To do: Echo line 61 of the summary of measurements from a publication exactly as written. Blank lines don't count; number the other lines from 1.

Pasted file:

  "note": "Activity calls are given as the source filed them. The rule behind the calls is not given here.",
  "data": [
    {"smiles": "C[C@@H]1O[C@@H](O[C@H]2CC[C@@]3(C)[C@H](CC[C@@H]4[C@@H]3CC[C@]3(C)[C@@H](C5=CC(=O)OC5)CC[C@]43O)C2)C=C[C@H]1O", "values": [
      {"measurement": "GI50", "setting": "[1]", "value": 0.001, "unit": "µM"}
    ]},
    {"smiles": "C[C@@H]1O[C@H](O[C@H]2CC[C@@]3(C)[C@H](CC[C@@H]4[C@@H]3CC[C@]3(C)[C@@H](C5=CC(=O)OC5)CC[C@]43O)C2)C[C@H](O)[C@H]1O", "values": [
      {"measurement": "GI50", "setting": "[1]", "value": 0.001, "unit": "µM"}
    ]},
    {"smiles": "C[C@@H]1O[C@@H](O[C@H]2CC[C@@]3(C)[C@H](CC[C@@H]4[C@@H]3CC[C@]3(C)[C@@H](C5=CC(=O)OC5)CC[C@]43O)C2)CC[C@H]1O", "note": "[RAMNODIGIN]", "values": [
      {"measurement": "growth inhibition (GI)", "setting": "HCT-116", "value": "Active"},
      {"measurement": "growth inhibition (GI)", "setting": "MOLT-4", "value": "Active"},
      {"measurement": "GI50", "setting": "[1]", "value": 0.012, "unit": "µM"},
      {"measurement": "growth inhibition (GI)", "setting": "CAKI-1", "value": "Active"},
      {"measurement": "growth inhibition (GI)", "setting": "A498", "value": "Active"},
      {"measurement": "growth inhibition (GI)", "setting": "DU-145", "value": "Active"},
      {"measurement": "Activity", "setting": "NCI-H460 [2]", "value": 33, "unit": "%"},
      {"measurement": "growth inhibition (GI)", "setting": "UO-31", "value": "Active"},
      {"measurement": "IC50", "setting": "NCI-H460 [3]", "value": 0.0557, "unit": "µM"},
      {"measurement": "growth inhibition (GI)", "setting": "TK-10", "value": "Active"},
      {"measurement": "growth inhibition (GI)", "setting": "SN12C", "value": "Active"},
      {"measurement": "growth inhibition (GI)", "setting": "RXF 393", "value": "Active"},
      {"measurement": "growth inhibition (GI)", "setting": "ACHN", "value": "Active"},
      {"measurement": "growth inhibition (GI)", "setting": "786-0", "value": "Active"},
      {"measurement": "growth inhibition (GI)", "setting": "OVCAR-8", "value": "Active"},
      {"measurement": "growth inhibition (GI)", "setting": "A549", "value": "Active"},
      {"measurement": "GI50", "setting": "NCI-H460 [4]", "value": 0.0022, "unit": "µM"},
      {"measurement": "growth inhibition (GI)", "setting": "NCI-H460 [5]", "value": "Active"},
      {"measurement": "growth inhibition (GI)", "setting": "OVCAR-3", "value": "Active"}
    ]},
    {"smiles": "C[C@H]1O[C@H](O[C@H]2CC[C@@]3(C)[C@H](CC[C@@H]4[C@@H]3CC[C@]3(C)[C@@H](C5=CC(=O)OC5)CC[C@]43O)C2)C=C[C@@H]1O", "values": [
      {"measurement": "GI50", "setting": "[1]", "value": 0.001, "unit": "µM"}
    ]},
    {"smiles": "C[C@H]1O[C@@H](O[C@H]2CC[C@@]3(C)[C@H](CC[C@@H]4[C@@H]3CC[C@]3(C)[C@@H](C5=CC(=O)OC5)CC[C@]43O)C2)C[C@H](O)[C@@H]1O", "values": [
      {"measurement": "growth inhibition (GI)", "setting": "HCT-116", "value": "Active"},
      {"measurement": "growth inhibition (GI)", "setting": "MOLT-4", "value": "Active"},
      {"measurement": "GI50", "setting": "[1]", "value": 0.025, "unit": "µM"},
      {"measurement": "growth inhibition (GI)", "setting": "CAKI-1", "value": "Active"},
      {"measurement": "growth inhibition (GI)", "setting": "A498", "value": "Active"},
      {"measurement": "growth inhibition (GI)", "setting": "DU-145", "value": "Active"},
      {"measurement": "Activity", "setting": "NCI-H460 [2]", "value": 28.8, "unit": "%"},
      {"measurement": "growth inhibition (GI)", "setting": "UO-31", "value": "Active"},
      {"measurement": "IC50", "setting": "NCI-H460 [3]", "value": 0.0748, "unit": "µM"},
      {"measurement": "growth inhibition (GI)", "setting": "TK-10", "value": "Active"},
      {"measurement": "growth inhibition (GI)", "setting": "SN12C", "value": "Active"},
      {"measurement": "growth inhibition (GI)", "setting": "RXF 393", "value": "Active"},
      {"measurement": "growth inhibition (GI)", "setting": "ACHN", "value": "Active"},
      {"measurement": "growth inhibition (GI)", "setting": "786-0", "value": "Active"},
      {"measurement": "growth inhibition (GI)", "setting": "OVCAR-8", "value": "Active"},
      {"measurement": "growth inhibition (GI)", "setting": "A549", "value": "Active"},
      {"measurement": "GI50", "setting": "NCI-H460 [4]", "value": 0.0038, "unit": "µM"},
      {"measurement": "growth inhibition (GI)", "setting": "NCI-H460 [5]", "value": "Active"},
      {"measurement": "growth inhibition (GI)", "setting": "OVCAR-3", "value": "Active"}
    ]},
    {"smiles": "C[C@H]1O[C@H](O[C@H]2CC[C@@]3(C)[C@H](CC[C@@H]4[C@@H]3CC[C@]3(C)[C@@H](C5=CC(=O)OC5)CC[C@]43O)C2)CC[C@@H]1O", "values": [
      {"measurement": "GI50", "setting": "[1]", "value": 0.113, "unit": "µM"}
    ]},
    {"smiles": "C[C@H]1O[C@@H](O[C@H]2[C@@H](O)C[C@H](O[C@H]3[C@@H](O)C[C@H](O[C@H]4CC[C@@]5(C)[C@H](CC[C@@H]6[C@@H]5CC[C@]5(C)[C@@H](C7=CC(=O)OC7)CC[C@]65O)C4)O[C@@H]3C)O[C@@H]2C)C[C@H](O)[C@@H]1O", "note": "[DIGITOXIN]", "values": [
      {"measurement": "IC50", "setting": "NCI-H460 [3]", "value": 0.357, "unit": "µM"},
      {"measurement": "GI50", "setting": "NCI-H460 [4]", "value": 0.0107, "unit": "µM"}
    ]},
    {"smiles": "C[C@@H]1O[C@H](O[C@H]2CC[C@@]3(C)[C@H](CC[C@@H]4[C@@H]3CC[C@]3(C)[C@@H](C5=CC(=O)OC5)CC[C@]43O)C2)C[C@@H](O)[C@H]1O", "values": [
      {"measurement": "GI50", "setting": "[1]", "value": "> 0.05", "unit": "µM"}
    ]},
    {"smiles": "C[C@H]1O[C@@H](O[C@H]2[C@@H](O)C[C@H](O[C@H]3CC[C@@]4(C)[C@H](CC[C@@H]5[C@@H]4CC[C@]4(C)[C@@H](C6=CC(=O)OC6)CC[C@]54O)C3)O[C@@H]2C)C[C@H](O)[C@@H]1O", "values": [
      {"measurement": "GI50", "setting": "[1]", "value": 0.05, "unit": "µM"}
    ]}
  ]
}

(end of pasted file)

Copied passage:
    {"smiles": "C[C@@H]1O[C@H](O[C@H]2CC[C@@]3(C)[C@H](CC[C@@H]4[C@@H]3CC[C@]3(C)[C@@H](C5=CC(=O)OC5)CC[C@]43O)C2)C[C@@H](O)[C@H]1O", "values": [